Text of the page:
by Michael S. Kaplan, published on 2007/03/09 03:01 -05:00, original URI: http://blogs.msdn.com/b/michkap/archive/2007/03/09/1842581.aspx
Regular reader Rosyna asked the other day in a comment to an unrelated post:
What decides the mnemonics used for the various checkboxes? Like Alt+E for "Use smart cursoring" (What is cursoring, is that a word?) But how does it come to take the "e" from "Use"?
Also, "Languages labeled with limited support require additional support." That's a funny phrase.
To answer the first question, cursoring is a word, because English is a productive language and building words is easy. Especially in software documentation and user interfaces. :-)
To answer the second question, there honestly is no clever science to it, though there is process that runs to make sure that there are not duplicates, which usually works. There is not nearly as much time spent trying to be clever or at least smart about the choices usually (there are exceptions for standard UI). Having said this, I am sure I can expect a certain number of people who work on software products to tell me that I am wrong for their product, or pointing out specific localizers who have accomplished something a bit smarter....
Third of all, I agree with Rosyna about the phrase. It is easy to what they meant (since support is limited, just like a BYOB party you may well have to bring your own if you want to get things taken care of properly).
But it reminded me of Mark Liberman's Those who are not authorized are not authorized, with the principal difference being that it seems like it should be easier to construct a proper phrase here since (unlike Mark's phrase) there actually is a separate concept (the notion of some unknown external place where one could go to enhance support).
But then I stopped myself, realizing that the last thing you want to do in the user interface is point out a flaw that neither the software nor the company who makes the software provides a solution for.
That is why this blog is here, after all!
So I realized that the two sentences have something in common (one architected by the language, the other by marketing considerations), and although Mark's phrase is funnier, the phrase in Word helps to more effectively obfuscate the way that the phrase makes its author look foolish. Which maybe makes it a little bit clever, even if it was not clever enough to fool my readers. Folks who, frankly, are a cut above in my opinion!
This post brought to you by Ø (U+00d8, LATIN CAPITAL LETTER O WITH STROKE)
AC on 9 Mar 2007 3:11 AM:
I would change Mark's sentence to "If you are not allowed to be here, GET OUT NOW."
That approach probably wouldn't work for a software product.
David Candy on 9 Mar 2007 6:07 AM:
According to some MS docs (from 3.1 era) all references to UI elements in documentation should show it as title case (not real title case but every word initial letter capitalised). This means you can't copy from the OS, as OS guidelines forbid title case, but have to edit the string.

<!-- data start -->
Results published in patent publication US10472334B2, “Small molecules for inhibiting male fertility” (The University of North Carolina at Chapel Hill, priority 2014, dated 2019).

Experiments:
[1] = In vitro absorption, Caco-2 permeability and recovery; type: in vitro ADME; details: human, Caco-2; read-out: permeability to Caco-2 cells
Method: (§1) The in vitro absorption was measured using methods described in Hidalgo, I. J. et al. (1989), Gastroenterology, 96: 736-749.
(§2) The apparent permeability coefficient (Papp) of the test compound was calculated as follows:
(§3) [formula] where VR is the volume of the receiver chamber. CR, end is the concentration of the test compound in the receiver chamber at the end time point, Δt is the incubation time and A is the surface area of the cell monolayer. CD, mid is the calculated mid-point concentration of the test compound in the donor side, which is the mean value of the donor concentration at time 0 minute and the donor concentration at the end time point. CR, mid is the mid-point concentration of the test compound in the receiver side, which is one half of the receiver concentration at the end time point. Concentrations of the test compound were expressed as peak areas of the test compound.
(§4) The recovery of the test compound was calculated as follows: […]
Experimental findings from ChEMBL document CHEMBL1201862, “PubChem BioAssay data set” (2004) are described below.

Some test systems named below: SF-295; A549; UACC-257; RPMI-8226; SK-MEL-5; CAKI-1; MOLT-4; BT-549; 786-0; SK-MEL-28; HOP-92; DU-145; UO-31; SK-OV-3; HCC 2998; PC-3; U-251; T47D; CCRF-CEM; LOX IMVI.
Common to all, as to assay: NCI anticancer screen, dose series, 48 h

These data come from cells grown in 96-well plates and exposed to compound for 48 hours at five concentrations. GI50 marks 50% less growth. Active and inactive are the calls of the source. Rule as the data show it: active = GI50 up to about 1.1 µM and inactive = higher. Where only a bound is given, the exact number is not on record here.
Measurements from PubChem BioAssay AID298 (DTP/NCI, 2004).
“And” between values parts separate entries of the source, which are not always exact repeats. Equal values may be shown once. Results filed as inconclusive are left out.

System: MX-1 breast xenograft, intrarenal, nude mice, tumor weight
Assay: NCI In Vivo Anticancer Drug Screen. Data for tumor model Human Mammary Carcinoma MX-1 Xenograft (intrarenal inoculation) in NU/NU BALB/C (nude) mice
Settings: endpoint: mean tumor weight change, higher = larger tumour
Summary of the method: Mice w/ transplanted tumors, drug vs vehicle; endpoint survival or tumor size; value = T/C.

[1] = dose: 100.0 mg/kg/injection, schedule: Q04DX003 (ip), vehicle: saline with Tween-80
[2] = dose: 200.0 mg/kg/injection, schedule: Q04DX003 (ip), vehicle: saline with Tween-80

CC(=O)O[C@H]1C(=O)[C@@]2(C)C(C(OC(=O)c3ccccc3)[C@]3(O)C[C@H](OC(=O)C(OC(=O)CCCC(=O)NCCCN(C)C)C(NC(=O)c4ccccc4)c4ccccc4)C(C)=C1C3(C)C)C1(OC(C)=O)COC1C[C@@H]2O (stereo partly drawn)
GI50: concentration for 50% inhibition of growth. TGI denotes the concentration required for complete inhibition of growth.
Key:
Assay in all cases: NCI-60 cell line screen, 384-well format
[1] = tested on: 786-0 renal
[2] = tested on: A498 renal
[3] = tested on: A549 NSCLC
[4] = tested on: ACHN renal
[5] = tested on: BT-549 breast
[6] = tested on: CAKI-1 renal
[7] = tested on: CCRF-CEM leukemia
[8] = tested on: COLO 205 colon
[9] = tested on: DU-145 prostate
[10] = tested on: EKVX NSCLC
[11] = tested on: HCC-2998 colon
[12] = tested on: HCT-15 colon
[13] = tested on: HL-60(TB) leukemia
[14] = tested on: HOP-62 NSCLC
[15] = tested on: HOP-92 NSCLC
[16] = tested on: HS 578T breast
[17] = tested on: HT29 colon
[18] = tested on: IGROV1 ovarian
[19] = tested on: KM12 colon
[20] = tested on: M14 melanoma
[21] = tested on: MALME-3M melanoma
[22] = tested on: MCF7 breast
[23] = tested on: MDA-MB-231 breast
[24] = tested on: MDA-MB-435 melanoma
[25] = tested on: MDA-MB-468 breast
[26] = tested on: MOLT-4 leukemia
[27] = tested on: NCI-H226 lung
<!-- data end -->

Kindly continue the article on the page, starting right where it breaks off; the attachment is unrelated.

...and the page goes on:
So Regular reader Rosyna is not using case correctly.
Michael S. Kaplan on 9 Mar 2007 12:15 PM:
Things have changed a lot in the UI since the Windows 3.1 era, no haven't they? :-)
Rosyna on 10 Mar 2007 12:44 AM:
But still, what is smart cursoring...?
Whenever I look at a UI I immediately think, "How easy would this be to describe to someone over the phone?" and then, "Now, how easy is it to make the person do the actions over the phone if it was a one time thing and they never had to redo the actions?"
When I was looking at that Word options window, I was pondering the second question.
"Well, I could tell the user to do what Michael Kaplan said and start out with describing how to drill down to Office Button | Word Options | Advanced | Editing Options.
Ok, hmm, there are a lot of options in this dialog. A lot of them use various forms of the same words, like type, overtype. Style is used a bunch, as is the word formatting.
It's going to be hard to list all of these and hope the user doesn't accidently click the wrong one.
Ok, I'll just tell them to hit Alt+Y. Seems reasonable enough for a one time action.
But what if the person I'm talking to over the phone is using a different UI language.."
And of course, I've intentionally designed UIs that are impossible to describe over the phone or over email without the use of screenshots. Just to satiate my own sick sense of amusement.
Also, thanks for the followup.
David Candy, I enjoy Arbitrarily using Case when I feel like It. It's also much more fun when your Default font is a font that's entirely smallcaps and you can't tell the Difference.
Michael S. Kaplan on 10 Mar 2007 3:24 AM:
Of course, most of that is an entirely separate issue -- and that is whether the new Office UI is intuitive or not. :-)
I'll probably have to share my thoughts on that at some point, I suppose....
Dean Harding on 10 Mar 2007 9:34 AM:
Randomly upper-casing the First letter of Some words make You sound like some Ye Olde Manuscript. Juste got to Starte throwing in a Few extra Es and ſome long ſes and You're all Sete!
Erzengel on 12 Mar 2007 7:39 AM:
In response to Mark Liberman's article:
"Err, Sarge, that's the beauty of 'Authorized Personel Only'. It's 'Authorized Personel Only May Enter'. 'may' means authorized. Rather than be redundant, we drop the redundancy. ... Although what you should say is 'Entering this facility without authorization from the C.O. will result in jail time and a fine.'"
Usually these sorts of weird writings come from not really thinking things through. Perhaps the funny phrase should be rewritten: "Languages with limited support may not display correctly without supplementary support" Or perhaps as I've seen written: "Limited support means just that; additional support is required."
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